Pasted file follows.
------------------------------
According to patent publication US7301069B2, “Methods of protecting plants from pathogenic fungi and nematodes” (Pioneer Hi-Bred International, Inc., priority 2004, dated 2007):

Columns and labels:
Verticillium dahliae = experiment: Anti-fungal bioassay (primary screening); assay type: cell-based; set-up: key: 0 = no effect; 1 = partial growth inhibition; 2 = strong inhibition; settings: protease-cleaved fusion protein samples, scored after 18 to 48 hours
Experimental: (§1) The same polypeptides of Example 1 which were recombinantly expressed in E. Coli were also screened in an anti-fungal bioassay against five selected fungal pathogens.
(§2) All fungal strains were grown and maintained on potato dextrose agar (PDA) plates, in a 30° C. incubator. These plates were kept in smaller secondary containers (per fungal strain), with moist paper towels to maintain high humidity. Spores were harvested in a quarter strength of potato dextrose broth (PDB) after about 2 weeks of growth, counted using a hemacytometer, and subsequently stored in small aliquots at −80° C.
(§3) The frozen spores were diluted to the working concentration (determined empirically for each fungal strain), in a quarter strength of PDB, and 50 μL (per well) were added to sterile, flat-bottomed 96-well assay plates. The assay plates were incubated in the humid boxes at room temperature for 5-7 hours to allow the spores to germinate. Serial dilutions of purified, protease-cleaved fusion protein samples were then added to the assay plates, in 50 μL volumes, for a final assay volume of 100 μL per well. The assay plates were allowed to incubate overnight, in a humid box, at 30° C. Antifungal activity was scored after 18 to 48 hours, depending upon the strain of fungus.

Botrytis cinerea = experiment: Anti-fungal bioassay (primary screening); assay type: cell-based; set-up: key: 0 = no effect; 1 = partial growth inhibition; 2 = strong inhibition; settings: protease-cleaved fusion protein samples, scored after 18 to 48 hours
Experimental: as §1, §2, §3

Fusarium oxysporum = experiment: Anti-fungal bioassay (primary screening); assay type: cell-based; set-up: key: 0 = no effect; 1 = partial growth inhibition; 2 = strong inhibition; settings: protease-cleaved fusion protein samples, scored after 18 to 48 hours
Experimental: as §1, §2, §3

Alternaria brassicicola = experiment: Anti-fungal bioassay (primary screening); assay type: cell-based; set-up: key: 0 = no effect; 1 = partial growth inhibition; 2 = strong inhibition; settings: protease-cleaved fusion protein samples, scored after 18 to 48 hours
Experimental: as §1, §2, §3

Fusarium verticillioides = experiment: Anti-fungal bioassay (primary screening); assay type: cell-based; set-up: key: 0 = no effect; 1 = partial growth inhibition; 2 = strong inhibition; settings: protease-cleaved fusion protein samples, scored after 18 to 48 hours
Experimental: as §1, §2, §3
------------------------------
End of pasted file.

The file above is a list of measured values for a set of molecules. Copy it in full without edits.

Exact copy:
According to patent publication US7301069B2, “Methods of protecting plants from pathogenic fungi and nematodes” (Pioneer Hi-Bred International, Inc., priority 2004, dated 2007):

Columns and labels:
Verticillium dahliae = experiment: Anti-fungal bioassay (primary screening); assay type: cell-based; set-up: key: 0 = no effect; 1 = partial growth inhibition; 2 = strong inhibition; settings: protease-cleaved fusion protein samples, scored after 18 to 48 hours
Experimental: (§1) The same polypeptides of Example 1 which were recombinantly expressed in E. Coli were also screened in an anti-fungal bioassay against five selected fungal pathogens.
(§2) All fungal strains were grown and maintained on potato dextrose agar (PDA) plates, in a 30° C. incubator. These plates were kept in smaller secondary containers (per fungal strain), with moist paper towels to maintain high humidity. Spores were harvested in a quarter strength of potato dextrose broth (PDB) after about 2 weeks of growth, counted using a hemacytometer, and subsequently stored in small aliquots at −80° C.
(§3) The frozen spores were diluted to the working concentration (determined empirically for each fungal strain), in a quarter strength of PDB, and 50 μL (per well) were added to sterile, flat-bottomed 96-well assay plates. The assay plates were incubated in the humid boxes at room temperature for 5-7 hours to allow the spores to germinate. Serial dilutions of purified, protease-cleaved fusion protein samples were then added to the assay plates, in 50 μL volumes, for a final assay volume of 100 μL per well. The assay plates were allowed to incubate overnight, in a humid box, at 30° C. Antifungal activity was scored after 18 to 48 hours, depending upon the strain of fungus.

Botrytis cinerea = experiment: Anti-fungal bioassay (primary screening); assay type: cell-based; set-up: key: 0 = no effect; 1 = partial growth inhibition; 2 = strong inhibition; settings: protease-cleaved fusion protein samples, scored after 18 to 48 hours
Experimental: as §1, §2, §3

Fusarium oxysporum = experiment: Anti-fungal bioassay (primary screening); assay type: cell-based; set-up: key: 0 = no effect; 1 = partial growth inhibition; 2 = strong inhibition; settings: protease-cleaved fusion protein samples, scored after 18 to 48 hours
Experimental: as §1, §2, §3

Alternaria brassicicola = experiment: Anti-fungal bioassay (primary screening); assay type: cell-based; set-up: key: 0 = no effect; 1 = partial growth inhibition; 2 = strong inhibition; settings: protease-cleaved fusion protein samples, scored after 18 to 48 hours
Experimental: as §1, §2, §3

Fusarium verticillioides = experiment: Anti-fungal bioassay (primary screening); assay type: cell-based; set-up: key: 0 = no effect; 1 = partial growth inhibition; 2 = strong inhibition; settings: protease-cleaved fusion protein samples, scored after 18 to 48 hours
Experimental: as §1, §2, §3